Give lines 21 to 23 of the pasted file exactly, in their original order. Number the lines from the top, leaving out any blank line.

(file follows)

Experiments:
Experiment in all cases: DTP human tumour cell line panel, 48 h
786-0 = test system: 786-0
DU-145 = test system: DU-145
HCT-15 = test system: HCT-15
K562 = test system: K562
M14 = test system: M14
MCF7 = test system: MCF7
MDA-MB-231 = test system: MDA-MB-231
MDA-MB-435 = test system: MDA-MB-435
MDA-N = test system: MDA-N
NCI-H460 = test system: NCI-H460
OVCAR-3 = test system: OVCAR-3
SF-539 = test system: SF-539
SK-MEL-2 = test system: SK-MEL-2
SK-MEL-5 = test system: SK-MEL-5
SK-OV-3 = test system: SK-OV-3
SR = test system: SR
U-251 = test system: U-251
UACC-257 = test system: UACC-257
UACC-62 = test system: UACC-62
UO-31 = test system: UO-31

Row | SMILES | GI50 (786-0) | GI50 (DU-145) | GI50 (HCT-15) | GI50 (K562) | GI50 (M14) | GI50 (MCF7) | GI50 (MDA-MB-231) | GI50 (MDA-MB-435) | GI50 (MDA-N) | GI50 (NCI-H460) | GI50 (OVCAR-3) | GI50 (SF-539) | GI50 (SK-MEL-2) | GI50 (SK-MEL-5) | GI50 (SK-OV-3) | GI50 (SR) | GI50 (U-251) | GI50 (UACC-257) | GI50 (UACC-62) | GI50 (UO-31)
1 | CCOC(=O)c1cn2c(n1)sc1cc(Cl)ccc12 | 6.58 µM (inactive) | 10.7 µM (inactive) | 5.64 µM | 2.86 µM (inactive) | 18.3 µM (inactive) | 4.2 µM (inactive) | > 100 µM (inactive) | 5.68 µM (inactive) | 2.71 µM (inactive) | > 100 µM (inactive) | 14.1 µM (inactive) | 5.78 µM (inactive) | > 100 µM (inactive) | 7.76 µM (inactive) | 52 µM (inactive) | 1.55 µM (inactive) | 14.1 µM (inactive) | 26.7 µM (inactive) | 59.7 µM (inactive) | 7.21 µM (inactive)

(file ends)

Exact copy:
UACC-62 = test system: UACC-62
UO-31 = test system: UO-31

Row | SMILES | GI50 (786-0) | GI50 (DU-145) | GI50 (HCT-15) | GI50 (K562) | GI50 (M14) | GI50 (MCF7) | GI50 (MDA-MB-231) | GI50 (MDA-MB-435) | GI50 (MDA-N) | GI50 (NCI-H460) | GI50 (OVCAR-3) | GI50 (SF-539) | GI50 (SK-MEL-2) | GI50 (SK-MEL-5) | GI50 (SK-OV-3) | GI50 (SR) | GI50 (U-251) | GI50 (UACC-257) | GI50 (UACC-62) | GI50 (UO-31)